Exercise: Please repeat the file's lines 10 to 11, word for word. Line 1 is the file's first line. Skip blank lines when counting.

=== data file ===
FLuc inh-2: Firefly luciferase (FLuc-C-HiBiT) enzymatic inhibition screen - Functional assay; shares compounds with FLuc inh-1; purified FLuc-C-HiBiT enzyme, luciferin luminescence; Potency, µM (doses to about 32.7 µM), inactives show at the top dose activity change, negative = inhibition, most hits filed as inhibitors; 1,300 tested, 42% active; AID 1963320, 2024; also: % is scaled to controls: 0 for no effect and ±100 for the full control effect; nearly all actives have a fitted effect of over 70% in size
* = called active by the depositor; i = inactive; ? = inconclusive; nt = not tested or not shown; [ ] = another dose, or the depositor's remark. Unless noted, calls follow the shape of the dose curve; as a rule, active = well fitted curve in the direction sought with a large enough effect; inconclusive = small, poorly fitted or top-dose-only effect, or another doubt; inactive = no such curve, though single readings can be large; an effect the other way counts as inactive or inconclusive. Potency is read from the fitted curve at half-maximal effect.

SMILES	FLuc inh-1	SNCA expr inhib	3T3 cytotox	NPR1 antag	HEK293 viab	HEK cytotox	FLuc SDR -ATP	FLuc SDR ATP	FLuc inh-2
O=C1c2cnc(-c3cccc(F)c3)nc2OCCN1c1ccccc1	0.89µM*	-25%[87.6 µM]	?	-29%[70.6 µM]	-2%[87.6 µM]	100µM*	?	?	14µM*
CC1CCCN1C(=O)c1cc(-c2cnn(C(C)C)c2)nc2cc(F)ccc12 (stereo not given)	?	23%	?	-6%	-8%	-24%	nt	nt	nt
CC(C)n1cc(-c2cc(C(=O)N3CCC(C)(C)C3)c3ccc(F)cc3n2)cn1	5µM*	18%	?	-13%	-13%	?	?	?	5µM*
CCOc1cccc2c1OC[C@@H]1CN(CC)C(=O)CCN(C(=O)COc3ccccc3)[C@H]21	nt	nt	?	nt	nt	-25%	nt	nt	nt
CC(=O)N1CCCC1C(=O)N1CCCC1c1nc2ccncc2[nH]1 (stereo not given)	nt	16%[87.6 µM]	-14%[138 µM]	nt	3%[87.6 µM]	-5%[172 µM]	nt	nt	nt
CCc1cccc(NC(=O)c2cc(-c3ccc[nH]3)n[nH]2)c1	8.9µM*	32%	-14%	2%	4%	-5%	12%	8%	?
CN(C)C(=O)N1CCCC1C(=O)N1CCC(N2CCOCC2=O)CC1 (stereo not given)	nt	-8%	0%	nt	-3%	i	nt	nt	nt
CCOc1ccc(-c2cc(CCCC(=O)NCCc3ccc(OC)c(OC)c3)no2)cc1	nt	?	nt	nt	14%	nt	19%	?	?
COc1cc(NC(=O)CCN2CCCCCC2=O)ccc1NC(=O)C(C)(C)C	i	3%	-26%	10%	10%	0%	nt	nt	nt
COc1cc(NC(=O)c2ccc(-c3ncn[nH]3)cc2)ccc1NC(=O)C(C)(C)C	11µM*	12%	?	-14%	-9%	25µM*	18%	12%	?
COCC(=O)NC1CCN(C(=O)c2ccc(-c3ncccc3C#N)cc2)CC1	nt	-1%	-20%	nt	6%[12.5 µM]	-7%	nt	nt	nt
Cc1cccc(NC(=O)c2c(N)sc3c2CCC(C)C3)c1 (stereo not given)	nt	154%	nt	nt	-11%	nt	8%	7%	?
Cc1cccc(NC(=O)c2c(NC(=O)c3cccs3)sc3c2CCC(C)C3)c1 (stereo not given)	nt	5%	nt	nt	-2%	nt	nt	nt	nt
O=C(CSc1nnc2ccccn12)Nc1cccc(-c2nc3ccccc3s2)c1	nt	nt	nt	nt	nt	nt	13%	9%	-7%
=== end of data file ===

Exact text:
CN(C)C(=O)N1CCCC1C(=O)N1CCC(N2CCOCC2=O)CC1 (stereo not given)	nt	-8%	0%	nt	-3%	i	nt	nt	nt
CCOc1ccc(-c2cc(CCCC(=O)NCCc3ccc(OC)c(OC)c3)no2)cc1	nt	?	nt	nt	14%	nt	19%	?	?